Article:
The public wants Britain to scrap the Trident nuclear missile system but believes that spending on health and education should rise each year, according to a ComRes poll for The Independent.
By a margin of 58 to 35 per cent, people believe that Trident should be abandoned given the state of the public finances.
But voters still want to see inflation-plus increases for the National Health Service and education.
Some 84 per cent think that, despite the deficit in the public finances, the education budget should grow each year, while 14 per cent disagree. Meanwhile, 82 per cent believe that spending on the NHS should increase every year, while 17 per cent disagree.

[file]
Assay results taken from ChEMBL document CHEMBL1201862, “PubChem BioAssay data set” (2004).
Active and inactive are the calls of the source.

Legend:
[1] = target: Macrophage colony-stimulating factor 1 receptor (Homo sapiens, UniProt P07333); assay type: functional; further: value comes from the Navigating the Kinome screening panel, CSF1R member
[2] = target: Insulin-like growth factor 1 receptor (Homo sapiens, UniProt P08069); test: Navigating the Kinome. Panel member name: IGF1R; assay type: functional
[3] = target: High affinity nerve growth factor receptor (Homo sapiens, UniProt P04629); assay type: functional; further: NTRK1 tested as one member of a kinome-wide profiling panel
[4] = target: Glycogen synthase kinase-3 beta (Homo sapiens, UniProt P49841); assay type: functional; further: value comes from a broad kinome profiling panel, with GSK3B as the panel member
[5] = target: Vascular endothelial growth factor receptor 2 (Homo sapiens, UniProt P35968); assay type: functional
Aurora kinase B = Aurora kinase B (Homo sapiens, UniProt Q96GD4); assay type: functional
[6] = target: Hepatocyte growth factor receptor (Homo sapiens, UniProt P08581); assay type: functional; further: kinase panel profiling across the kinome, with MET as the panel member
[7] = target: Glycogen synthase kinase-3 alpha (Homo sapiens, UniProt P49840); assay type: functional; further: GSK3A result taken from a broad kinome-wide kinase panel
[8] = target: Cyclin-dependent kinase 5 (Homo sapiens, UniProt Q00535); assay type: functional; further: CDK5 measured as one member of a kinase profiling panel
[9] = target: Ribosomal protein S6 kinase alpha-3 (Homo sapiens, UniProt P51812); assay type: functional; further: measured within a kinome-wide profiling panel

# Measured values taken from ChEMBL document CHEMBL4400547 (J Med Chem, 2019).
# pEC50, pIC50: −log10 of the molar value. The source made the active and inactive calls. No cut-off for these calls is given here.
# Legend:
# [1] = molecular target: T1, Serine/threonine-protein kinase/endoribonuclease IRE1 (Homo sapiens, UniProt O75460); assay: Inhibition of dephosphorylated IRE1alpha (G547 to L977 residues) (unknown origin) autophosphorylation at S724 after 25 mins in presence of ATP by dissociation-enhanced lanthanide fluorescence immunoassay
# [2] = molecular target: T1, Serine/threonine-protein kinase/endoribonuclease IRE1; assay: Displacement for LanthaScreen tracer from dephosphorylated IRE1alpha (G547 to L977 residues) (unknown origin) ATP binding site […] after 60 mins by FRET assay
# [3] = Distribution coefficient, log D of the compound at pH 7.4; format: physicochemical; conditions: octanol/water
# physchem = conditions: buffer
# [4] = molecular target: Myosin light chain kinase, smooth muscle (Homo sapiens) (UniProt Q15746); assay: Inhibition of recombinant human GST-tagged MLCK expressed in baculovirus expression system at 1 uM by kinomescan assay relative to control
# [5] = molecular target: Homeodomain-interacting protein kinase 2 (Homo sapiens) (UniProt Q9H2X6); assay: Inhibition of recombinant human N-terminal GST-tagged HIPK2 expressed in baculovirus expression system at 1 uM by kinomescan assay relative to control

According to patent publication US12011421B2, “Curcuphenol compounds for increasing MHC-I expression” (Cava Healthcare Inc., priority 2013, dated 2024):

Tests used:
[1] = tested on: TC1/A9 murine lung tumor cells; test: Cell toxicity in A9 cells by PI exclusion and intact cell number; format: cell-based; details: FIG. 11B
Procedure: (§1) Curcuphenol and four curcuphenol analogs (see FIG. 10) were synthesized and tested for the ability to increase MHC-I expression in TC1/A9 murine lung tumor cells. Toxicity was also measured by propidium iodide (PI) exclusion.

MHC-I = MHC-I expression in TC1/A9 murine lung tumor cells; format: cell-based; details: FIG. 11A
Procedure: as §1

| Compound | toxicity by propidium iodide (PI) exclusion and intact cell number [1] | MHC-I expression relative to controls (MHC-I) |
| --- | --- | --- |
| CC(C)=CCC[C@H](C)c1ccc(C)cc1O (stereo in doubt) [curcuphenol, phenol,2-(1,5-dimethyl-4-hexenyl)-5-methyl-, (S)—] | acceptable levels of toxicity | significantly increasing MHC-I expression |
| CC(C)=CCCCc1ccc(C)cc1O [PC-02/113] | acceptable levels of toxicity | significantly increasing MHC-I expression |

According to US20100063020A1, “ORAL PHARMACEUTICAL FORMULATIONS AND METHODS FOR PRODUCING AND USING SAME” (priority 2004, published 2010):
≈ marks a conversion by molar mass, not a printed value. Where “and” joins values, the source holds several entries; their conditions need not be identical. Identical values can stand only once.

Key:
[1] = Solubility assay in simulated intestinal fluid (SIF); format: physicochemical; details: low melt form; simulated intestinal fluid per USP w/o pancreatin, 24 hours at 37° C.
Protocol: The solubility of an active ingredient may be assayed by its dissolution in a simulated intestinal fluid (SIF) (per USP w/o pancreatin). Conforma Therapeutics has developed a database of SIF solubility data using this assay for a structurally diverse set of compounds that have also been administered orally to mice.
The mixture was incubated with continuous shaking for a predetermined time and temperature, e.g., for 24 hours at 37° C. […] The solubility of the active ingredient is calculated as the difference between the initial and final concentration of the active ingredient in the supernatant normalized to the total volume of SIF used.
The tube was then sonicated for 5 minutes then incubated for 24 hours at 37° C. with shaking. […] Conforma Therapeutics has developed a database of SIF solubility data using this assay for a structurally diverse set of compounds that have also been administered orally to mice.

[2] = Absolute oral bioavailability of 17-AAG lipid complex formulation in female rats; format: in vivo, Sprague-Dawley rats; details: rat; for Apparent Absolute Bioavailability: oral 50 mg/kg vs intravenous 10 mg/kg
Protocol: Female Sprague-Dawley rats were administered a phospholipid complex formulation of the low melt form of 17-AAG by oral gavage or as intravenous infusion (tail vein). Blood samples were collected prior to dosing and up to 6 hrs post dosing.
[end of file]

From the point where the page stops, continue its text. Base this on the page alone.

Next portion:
According to ComRes, a majority (53 per cent) of the public say it is quite possible they will change their mind about how they will vote at the general election. The Tory vote appears to be the most solid, with 34 per cent of Tory supporters saying they may change their mind, compared to 51 per cent of those who intend to vote Labour and 56 pet vent of those who say they will support the Liberal Democrats.
The poll gives the Tories a 16-point lead, down two points on last month. They Tories are on 40 per cent (down two points on last month), with Labour on 24 per cent (no change), the Liberal Democrats on 21 per cent (up three points) and other parties on 15 per cent (down one point).
ComRes telephoned 1005 GB adults between 4 th and 6 th September 2009. Data were weighted by past vote recall. ComRes is a member of the British Polling Council and abides by its rules.